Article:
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Half a century is a blip on cosmic timescales, but feels like an age in technological innovation, long enough to transform a task once considered impossible into something quite doable. So it might seem that, 50 years after human beings touched the surface of the moon, landing a spacecraft on our next-door neighbor should be less difficult, perhaps even easy.

It’s not.

The latest attempt to land on the moon failed this week, after an Indian spacecraft—an uncrewed, robotic mission—appeared to have crashed. The Chandrayaan-2 mission, developed and launched by India’s space agency, began orbiting the moon in August and released a lander yesterday. Mission Control lost contact with the lander, named Vikram, as it neared the surface. Indian officials have not yet announced the cause of the failure.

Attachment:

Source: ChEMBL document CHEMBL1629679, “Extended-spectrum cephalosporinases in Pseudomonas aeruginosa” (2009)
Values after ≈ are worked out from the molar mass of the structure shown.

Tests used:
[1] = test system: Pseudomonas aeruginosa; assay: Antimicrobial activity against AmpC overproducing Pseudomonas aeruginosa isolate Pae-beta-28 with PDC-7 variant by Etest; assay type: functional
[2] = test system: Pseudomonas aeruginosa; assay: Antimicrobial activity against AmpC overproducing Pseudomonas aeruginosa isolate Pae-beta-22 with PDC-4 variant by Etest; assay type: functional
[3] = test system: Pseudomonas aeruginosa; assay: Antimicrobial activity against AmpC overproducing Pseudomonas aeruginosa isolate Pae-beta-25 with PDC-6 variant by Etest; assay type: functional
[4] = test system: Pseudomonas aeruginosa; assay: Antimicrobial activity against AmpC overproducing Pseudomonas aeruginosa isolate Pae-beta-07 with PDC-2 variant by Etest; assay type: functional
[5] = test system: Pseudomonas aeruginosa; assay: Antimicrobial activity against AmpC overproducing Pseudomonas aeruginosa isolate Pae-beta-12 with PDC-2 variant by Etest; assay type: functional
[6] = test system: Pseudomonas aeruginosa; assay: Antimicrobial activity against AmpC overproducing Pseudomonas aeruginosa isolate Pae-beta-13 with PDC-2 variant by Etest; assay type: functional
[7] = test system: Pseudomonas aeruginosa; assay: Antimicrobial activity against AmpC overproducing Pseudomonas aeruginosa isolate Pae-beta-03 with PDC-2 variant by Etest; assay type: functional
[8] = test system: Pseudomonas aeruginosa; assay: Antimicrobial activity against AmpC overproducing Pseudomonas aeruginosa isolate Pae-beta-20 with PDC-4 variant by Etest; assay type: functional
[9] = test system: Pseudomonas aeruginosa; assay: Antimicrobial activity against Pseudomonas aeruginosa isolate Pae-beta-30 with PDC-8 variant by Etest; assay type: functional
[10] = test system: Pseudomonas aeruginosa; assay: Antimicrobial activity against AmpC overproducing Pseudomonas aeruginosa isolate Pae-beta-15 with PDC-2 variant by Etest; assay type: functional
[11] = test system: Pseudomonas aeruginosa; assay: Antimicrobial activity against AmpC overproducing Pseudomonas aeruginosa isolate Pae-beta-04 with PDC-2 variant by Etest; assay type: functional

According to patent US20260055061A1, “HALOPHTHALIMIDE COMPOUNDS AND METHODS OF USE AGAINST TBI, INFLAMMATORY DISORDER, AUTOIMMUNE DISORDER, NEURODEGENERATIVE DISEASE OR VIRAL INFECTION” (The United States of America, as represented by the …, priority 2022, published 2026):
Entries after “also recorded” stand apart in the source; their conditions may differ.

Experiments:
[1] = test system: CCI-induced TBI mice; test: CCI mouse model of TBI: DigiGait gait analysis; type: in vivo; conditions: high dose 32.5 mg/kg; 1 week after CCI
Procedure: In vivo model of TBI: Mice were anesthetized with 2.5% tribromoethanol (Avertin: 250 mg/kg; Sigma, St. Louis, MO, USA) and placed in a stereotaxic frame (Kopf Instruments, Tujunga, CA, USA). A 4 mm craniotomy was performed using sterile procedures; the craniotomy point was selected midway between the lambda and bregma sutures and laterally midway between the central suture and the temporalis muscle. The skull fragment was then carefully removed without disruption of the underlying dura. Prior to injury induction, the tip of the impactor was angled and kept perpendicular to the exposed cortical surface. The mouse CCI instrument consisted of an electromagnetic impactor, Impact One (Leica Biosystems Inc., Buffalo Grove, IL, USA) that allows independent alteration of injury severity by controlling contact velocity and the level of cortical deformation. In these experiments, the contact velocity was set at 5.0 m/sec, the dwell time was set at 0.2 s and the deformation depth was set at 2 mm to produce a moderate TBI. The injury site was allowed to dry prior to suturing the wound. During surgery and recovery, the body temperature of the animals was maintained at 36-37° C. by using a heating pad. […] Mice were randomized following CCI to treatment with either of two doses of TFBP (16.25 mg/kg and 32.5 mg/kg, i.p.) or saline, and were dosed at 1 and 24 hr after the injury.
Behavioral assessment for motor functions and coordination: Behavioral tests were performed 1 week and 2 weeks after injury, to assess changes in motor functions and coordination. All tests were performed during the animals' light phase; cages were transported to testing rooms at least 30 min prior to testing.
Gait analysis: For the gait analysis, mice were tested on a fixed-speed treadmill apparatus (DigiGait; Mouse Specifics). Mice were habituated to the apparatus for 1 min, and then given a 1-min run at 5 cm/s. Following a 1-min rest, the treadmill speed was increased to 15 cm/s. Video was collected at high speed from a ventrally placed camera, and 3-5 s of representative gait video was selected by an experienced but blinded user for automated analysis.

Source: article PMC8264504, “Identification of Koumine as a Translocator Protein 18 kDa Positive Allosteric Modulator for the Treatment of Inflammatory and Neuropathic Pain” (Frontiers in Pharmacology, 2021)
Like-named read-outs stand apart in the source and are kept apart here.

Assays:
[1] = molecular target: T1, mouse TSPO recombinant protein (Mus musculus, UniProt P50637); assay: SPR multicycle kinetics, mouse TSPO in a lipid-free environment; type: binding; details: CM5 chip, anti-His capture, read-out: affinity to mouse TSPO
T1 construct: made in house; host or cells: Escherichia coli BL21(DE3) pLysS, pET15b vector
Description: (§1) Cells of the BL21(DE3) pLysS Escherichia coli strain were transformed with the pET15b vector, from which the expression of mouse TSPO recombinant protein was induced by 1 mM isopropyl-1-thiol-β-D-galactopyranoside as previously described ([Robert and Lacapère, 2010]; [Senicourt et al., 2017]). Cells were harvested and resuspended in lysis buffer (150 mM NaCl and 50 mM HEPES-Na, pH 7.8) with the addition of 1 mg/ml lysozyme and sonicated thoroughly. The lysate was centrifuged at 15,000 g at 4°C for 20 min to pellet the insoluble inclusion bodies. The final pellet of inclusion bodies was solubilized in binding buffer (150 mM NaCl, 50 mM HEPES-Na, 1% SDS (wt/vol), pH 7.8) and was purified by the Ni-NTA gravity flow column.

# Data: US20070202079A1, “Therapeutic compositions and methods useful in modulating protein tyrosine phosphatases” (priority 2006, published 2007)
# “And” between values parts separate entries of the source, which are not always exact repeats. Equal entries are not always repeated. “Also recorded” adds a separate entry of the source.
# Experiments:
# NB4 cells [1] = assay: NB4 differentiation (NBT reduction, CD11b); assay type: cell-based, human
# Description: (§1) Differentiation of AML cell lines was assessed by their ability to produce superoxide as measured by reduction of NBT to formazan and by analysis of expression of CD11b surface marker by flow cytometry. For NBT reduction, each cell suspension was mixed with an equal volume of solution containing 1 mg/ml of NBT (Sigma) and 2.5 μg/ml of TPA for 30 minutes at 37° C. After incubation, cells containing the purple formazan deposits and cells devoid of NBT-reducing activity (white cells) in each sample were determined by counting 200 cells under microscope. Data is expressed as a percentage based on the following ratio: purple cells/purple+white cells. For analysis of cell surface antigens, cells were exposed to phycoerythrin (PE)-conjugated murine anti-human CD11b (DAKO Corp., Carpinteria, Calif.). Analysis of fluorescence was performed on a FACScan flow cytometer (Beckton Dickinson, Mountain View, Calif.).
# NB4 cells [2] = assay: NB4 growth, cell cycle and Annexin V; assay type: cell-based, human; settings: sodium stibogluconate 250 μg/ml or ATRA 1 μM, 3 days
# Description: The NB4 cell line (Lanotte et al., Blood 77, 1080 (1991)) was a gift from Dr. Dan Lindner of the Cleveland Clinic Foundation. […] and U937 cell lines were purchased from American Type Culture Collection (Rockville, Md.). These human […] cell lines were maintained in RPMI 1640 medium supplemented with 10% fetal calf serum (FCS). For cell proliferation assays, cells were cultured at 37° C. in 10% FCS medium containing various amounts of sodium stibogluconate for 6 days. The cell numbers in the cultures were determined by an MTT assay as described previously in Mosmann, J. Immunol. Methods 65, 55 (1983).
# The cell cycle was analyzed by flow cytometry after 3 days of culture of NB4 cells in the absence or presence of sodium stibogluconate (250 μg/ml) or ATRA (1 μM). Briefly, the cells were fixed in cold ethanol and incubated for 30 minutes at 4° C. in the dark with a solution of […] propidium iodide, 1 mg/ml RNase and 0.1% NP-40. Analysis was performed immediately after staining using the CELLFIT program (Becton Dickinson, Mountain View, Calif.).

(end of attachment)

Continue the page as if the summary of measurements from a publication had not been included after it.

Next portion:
To read more on The Atlantic:

https://amp.theatlantic.com/amp/article/597631/#referrer=https%3A%2F%2Fwww.google.com&amp_tf=From%20%251%24s

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AAD REPORTS

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